In the face of such a threat, the left needs to be smart. Stop calling for “defunding the police” and then saying that “defunding” doesn’t mean disbanding. If it doesn’t mean that then say what it means: “reform.” Defunding the police, calling police officers “pigs,” taking over whole neighborhoods with barricades — these are terrible messages, not to mention strategies, easily exploitable by Trump.
The scene that The Times’s Mike Baker described from Portland in the early hours of Tuesday — Day 54 of the protests there — is not good: “Some leaders in the Black community, grateful for a reckoning on race, worry that what should be a moment for racial justice could be squandered by violence. Businesses supportive of reforms have been left demoralized by the mayhem the protests have brought. … On Tuesday morning, police said another jewelry store had been looted. As federal agents appeared to try detaining one person, others in the crowd rushed to free the person.”
A new Washington Post-ABC News poll, according to The Post, found that a “majority of Americans support the Black Lives Matter movement and a record 69 percent say Black people and other minorities are not treated as equal to white people in the criminal justice system. But the public generally opposes calls to shift some police funding to social services or remove statues of Confederate generals or presidents who enslaved people.”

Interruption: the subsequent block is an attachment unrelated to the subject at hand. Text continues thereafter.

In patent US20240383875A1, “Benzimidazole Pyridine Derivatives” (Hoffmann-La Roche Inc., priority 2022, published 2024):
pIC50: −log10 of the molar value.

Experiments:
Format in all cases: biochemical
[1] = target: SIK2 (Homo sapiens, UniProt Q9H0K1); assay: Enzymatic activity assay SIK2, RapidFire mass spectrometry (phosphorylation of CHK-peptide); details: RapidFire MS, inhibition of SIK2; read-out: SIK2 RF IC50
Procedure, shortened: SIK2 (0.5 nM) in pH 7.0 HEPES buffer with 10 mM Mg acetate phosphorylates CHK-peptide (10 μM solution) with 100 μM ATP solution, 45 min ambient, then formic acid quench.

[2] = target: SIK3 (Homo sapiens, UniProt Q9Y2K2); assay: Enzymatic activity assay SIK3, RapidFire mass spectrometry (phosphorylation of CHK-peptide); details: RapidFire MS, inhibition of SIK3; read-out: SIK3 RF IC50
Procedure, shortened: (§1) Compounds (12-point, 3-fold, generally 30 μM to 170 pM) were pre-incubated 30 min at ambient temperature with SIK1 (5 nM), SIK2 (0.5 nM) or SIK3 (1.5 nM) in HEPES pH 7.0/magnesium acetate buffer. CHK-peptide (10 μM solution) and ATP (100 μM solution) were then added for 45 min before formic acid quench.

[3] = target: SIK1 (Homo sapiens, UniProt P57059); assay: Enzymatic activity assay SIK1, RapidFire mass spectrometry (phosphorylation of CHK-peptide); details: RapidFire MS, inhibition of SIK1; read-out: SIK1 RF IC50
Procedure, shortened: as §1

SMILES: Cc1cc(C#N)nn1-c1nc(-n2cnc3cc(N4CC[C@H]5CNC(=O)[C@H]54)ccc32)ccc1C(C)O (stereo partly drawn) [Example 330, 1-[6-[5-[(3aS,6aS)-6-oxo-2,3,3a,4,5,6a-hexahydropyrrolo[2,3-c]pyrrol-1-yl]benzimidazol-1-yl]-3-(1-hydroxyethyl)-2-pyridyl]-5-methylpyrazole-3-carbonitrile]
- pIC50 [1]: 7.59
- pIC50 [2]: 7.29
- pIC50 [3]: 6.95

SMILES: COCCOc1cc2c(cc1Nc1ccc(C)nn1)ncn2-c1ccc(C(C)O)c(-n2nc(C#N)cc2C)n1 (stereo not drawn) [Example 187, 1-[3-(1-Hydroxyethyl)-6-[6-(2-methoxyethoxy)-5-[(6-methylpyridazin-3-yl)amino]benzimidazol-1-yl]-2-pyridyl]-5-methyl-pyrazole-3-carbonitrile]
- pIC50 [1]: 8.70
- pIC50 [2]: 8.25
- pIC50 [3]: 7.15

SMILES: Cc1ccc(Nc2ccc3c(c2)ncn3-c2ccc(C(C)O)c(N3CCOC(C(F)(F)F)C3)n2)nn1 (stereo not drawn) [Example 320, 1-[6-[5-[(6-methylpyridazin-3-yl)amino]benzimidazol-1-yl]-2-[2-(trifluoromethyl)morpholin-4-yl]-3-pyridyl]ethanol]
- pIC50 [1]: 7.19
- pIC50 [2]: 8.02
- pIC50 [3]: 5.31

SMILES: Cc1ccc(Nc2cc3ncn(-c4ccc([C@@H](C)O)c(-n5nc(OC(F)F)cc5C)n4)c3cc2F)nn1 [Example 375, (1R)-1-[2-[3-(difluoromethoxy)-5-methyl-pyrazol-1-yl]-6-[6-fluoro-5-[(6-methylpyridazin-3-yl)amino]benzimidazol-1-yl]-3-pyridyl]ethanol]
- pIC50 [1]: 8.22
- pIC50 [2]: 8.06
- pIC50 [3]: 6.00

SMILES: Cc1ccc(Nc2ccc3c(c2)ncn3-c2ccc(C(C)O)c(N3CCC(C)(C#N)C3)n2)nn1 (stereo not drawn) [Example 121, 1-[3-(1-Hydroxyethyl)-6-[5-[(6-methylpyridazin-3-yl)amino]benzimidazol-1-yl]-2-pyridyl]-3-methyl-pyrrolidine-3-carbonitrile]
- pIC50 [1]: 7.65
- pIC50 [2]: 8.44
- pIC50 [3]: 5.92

All of this street violence and defund-the-police rhetoric plays into the only effective Trump ad that I’ve seen on television. It goes like this: A phone rings and a recording begins: “You have reached the 911 police emergency line. Due to defunding of the police department, we’re sorry but no one is here to take your call. If you’re calling to report a rape, please press 1. To report a murder, press 2. To report a home invasion, press 3. For all other crimes, leave your name and number and someone will get back to you. Our estimated wait time is currently five days. Goodbye.”
Today’s protesters need to trump Trump by taking a page from another foreign leader — a liberal — Ekrem Imamoglu, who managed to win the 2019 election to become the mayor of Istanbul, despite the illiberal Erdogan using every dirty trick possible to steal the election. Imamoglu’s campaign strategy was called “radical love.”